Aside from Laswell’s first known recording on one side of a Michael Blaise and the Cheaters 7” called Scoring Power in 1978, Laswell and Material became the backing band for Daevid Allen and New York Gong, appearing on some recordings and embarking on a small tour. Material, primarily consisting of Laswell, keyboardist Michael Beinhorn and drummer Fred Maher, also cut a number of 12” releases for Red Records and others. They were usually supplemented by guitarists, notably either Cliff Cultreri and occasionally Robert Quine. Living in the East Villagemarker also put Laswell at the center of a group of musicians both up and coming such as John Zorn and established, such as Fred Frith and Brian Eno. His persistence in asking Eno to work with him paid off in the form of contributions to Eno and David Byrne’s seminal album My Life in the Bush of Ghosts as well as Eno’s own On Land. Brian Eno also contributed a song to the Material album, One Down.

Celluloid Records

Within a few years of moving to New York, Laswell soon founded a recording studio with producer/engineer Martin Bisi (of later indie rock renown) and hooked up with Jean Karakos and his fledgling label Celluloid Records. Under the Material moniker (now also a production unit consisting of Laswell and Beinhorn – Maher being long gone - and by 1984 consisting solely of Laswell) Laswell became the de facto house producer for Celluloid until the sale of the label in the later ‘80s. During this fruitful time in the early to mid 80s, Laswell was able to record some of his Material excursions (which ran the gamut from experimental jazz/funk to pop and R&B, featuring everyone from avant-jazz figures Henry Threadgill and Sonny Sharrock to Archie Shepp and pop star Whitney Houston) as well as projects such as Massacre, with Fred Frith and Fred Maher.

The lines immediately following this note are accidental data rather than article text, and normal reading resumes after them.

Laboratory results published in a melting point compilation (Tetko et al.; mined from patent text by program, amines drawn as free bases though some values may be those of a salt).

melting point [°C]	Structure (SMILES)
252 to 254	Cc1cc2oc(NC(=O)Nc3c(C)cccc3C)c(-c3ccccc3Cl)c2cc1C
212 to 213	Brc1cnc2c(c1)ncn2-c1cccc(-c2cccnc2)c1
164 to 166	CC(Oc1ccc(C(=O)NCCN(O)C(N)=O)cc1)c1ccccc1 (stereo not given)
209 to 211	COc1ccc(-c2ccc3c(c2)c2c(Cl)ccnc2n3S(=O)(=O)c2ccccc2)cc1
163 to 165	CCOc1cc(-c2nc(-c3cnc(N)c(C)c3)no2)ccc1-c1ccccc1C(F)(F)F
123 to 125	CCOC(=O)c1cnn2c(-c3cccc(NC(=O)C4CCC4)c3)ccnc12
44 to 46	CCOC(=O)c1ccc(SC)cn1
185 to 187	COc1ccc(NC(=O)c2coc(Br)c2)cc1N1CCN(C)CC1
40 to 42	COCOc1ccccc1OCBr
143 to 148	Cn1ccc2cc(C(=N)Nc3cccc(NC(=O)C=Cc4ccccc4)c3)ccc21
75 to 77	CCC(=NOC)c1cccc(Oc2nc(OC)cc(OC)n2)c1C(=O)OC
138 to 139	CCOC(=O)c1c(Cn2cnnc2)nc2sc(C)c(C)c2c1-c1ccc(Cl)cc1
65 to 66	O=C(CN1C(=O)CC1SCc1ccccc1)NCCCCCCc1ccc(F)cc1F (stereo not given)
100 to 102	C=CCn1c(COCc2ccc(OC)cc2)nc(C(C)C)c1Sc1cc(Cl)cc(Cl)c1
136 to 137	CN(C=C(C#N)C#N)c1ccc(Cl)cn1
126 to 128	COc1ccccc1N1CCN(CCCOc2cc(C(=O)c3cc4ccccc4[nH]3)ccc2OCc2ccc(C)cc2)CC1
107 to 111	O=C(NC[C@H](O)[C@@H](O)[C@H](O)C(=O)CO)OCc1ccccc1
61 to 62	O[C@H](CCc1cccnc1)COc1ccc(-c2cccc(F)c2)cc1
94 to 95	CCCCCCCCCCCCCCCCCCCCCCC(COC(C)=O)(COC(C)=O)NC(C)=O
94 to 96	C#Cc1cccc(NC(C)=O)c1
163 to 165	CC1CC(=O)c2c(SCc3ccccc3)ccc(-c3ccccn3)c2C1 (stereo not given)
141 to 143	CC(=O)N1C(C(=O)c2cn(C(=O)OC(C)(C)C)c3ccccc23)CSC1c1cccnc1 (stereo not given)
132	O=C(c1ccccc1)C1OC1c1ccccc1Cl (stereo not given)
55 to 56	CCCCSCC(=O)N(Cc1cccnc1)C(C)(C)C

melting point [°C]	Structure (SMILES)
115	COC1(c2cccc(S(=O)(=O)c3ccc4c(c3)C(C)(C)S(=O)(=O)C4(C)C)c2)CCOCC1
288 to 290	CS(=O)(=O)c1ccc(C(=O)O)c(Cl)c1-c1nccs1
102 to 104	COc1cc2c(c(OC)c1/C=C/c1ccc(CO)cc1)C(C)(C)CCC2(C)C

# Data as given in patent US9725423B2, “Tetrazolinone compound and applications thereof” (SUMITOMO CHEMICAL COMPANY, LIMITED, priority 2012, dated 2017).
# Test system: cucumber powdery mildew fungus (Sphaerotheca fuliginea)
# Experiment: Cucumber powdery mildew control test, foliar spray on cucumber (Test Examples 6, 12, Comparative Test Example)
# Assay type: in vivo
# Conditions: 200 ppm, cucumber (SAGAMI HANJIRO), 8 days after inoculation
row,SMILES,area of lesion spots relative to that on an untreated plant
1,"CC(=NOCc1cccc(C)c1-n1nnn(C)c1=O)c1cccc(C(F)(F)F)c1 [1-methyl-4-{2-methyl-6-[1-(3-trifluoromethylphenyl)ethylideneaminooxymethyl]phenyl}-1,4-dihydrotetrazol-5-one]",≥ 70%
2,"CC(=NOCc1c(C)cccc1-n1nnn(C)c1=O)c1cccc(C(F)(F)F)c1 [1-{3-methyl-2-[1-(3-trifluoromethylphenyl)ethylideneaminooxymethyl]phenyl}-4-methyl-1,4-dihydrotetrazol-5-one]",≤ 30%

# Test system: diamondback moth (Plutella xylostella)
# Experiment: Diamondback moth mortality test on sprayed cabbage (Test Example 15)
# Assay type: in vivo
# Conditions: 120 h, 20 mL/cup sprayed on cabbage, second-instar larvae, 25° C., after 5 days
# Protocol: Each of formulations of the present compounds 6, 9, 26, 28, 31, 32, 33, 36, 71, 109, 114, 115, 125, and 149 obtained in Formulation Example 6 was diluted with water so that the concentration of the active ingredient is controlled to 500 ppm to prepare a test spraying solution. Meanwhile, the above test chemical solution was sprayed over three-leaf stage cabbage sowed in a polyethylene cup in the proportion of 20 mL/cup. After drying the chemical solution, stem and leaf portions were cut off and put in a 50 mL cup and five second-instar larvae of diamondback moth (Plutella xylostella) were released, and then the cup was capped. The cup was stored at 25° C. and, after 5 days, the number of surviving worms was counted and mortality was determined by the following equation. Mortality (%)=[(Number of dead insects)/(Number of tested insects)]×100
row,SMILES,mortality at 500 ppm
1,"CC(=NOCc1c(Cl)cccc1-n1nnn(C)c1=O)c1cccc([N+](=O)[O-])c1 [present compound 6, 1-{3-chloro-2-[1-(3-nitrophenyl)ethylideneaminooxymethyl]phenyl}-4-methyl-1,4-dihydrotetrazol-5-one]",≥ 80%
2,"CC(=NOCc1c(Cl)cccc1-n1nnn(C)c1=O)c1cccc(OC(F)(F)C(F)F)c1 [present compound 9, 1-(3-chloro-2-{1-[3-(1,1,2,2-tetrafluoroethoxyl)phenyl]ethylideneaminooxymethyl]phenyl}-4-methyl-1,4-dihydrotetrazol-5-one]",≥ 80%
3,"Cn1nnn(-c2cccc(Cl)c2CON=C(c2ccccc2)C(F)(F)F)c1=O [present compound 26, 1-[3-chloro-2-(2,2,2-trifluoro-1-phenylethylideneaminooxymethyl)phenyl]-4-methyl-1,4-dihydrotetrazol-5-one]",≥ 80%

His association with Celluloid allowed some of his first forays into this so-called ‘collision music’, and forays into world music. Recordings with The Golden Palominos and production on albums by Shango, Toure Kunda and Fela Kuti all appeared on the label. Celluloid also released a slew of 12” devoted to Hip-Hop, becoming a pre-cursor to the popularity the form enjoyed starting in the mid 80s. Fab 5 Freddy, Phase II and Afrika Bambaataa all appeared on the label. Criminally forgotten, Laswell also put together the very successful 12” World Destruction which paired PiL’s John Lydon with Afrika Bambaataa – years before the Run DMC/Aerosmith collaboration broke down the rock/hip-hop barrier. 1982 also saw Laswell’s solo debut, Baselines.

Also recording a Laswell-helmed solo album for Celluloid was Ginger Baker whom Laswell coaxed out of semi-retirement, giving the drummer's career a new boost. He likewise brought Sonny Sharrock out of semi-retirement and produced some of the guitarists most acclaimed recordings starting with the solo LP Guitar.

Breakthrough

Laswell's artistic and commercial breakthrough came via jazz icon Herbie Hancock's Future Shock album (1983); Laswell produced the album, played bass on all the songs, and co-wrote most of the material. Its track "Rockit" has frequently been regarded as a pivotal moment in the influence of hip hop and turntablism (via Grand Mixer D.ST). The track was the first hit song to feature turntable scratching. The collaboration has led to three other albums by Herbie Hancock, as well as numerous Hancock appearances on Laswell productions through the early 2000s.